You already rely on bank loans for your mortgage and credit cards, so when you are ready to start your business, you are likely less than eager to look to your bank for help. Business loans through banks and similar major financial institutions are popular, but they can be difficult to acquire — especially if you have a history of poor personal credit or a flock of failed startups. Even if you can obtain a loan without much trouble, you might not want to bother with exorbitant interest rates or restrictive rules regarding use of funds. Fortunately, there are other ways to find funding.
To run your business, you don’t need a bank. Here are a few less common but more attractive methods for acquiring small business funds.
Bootstrapping, or paying for your business from your own pocket, is exceedingly rewarding, gratifying, and terrifying. As you should already know, businesses are expensive, so unless you have an untouched trust fund, successful bootstrapping requires immense powers of frugality, commitment, and passion.
Though bootstrapping is difficult, it is not impossible. First, you must sacrifice some of your vision for the sake of your budget; by relying on your existing savings and income, you will not be able to afford the spacious office, experienced and professional team, and expansive and diverse product line you initially envisioned. You should ask employees and vendors if they will defer payments or accept alternatives, such as equity in your business. Finally, you must optimize your growth so your business can start paying for itself as soon as possible.
Bootstrapping is a common business practice, but it rarely suffices as a sole funding method. If you want to avoid the bank and retain as much control of your business as possible, you should certainly strive to bootstrap, but it’s likely you’ll need a little financial help from the following funding methods.
For a few years now, crowdfunding has been a popular solution to help startups and small businesses gain the funding they need for new projects while estimating audience interest. Using one or several crowdfunding platforms, you can advertise your business idea to an audience of consumers, who will contribute to your cause in return for minor benefits, such as early access to your product or marketing materials like shirts and stickers.
However, many entrepreneurs quickly learn that crowdfunding is not the free, obligation-less money they expect. The popularity of crowdfunding has created immense competition within the crowdfunding community, so you must create a magnificent marketing campaign for any hope of attracting the attention of investing consumers. Such campaigns can be expensive, but when successful, they more than pay for themselves.
Like crowdfunding, peer-to-peer (P2P) lending allows you to rely on smaller contributions from individuals rather than professional lending organizations, like banks or venture capitalists. However, unlike crowdfunding supporters, P2P lenders expect to get their money back.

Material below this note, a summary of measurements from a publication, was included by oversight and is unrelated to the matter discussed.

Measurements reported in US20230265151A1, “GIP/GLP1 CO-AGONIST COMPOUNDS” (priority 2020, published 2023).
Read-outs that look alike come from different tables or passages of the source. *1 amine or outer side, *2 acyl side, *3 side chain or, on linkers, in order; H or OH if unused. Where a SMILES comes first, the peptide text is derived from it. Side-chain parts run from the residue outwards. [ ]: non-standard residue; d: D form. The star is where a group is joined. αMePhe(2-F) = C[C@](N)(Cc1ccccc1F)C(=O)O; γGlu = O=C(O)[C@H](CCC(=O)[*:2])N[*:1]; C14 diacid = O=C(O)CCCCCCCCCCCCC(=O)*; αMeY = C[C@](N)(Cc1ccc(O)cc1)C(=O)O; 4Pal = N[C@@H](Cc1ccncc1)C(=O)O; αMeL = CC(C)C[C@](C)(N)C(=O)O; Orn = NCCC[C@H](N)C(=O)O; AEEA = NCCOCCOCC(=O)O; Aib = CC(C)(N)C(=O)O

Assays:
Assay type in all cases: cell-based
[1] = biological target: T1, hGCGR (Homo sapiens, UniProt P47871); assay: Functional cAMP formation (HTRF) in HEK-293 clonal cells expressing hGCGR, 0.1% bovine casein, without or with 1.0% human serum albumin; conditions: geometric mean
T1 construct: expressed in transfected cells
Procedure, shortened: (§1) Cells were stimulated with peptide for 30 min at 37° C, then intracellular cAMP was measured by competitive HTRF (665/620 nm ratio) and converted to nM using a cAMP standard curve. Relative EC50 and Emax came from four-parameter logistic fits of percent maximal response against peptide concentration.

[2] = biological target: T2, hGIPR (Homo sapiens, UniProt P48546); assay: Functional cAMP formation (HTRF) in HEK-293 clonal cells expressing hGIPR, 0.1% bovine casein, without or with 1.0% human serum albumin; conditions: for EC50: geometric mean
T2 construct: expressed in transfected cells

First and foremost, P2P lending is an unsecured personal loan system, but most of the largest loans are for business use. P2P loans typically boast better interest rates than loans you can acquire from the bank, which means you can save money and interact directly with a community of potential consumers. To sign up for a P2P loan, you must apply to an online lending program and hope to attract the attention of willing lenders.
If crowdfunding and crowdlending seem less-than-appealing, you might consider taking your funding activities straight to certain customers. Customer financing involves selling your product to customers before you have a product to sell. Customers who engage in these programs typically get discounts on items or service subscriptions in exchange for a slight delay in delivery. Using the money from these early sales, you can begin to build your business. Similar to crowdfunding and P2P lending, this method helps you understand market interest before you invest any significant money and time.
If you are lucky, you can still make withdrawals from the bank of Mom and Dad. Investors tend to offer more money when they believe in the entrepreneur more than the business idea, so loved ones who know and trust you are often willing to contribute substantial amounts to your startup. Many entrepreneurs are hesitant to even consider relying on friends and family for business funds, but if you have the right legal agreements, family lending can be profitable for everyone. A handshake and a wink is not enough to make anyone feel safe in an investment; you should negotiate an interest rate, build a repayment plan, and get notarized signatures from every family investor.